Combination: With a combination of computer labs and 3-5 devices per classroom, use the previous structure for weekly rotations. In addition to the lab time, leverage the devices you have in the classroom for small group instruction or rotate students through a device station to work on individualized assignments and assessments.
If infrastructure is hindering your vision for student agency, consider exploring grants, bond issues, or philanthropic ventures.
Vision for Scaling
Every child deserves a personalized experience, but full immersion into a program may not fit your vision for implementation. How do you want to scale?
A pilot of 2-3 classrooms: Identify teachers who have the capacity and enthusiasm for technology and differentiation. Those who naturally integrate these elements into their daily instruction will make the transition to personalization quickly. Be sure that the teachers you select are also considered to be influencers in their building.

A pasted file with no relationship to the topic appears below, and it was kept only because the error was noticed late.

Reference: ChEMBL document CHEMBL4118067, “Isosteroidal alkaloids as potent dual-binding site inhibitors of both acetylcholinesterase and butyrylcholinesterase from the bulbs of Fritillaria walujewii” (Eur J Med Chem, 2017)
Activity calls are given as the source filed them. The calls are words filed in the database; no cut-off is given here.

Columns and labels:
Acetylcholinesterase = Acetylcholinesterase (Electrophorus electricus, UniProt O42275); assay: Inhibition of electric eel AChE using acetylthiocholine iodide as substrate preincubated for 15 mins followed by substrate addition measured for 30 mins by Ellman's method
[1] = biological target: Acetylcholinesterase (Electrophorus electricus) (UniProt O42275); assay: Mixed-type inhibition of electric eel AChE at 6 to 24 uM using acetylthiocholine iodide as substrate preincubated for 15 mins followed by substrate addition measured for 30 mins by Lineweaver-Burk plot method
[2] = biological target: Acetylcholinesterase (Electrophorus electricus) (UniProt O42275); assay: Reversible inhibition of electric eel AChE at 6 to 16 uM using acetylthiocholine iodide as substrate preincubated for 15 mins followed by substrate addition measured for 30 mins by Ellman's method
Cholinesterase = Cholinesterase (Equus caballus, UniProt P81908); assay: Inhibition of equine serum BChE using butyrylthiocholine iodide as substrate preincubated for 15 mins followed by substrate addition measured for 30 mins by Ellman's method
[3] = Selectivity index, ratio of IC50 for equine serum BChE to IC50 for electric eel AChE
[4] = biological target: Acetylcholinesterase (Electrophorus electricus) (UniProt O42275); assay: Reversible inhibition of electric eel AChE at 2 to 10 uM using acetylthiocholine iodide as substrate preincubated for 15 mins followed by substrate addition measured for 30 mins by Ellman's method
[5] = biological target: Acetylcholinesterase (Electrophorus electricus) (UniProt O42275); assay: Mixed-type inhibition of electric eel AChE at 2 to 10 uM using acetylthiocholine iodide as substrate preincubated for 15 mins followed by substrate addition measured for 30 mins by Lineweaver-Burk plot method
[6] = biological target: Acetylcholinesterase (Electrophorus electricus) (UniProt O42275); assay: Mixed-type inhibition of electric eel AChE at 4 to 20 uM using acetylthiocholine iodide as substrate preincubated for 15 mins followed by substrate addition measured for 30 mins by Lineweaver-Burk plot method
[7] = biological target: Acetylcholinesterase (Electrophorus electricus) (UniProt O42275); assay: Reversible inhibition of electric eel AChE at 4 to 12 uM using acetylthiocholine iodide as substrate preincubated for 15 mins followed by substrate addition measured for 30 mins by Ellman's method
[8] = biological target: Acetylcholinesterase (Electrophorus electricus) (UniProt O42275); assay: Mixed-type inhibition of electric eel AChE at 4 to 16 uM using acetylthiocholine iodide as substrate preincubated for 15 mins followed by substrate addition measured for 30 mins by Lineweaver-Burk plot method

A grade-level cohort: Older students make the transition to personalized learning more quickly than early elementary children due to their ability to manipulate technology and their innate desire for agency. Consider looking for your pilot group in 4th grade and above. Also identify which cohort has teachers who possess the capacity to innovate. Find your risk-takers.
School-wide: Full implementation of a personalized program, regardless of your student to device ratio, will require a high degree of coach-ability and grit in your staff. It will be vital that you equip your teachers with sustained professional development, as well as 1-2 coaches to continually build their capacity. Be prepared for resistance and meet it head-on with support and communication of expectations.
Sustainability and Growth
Learning will continue to become more personalized, so it is important that your program grows and thrives at the rate your infrastructure and staff can handle. Keep these factors in mind in order to achieve a high degree of success with your implementation: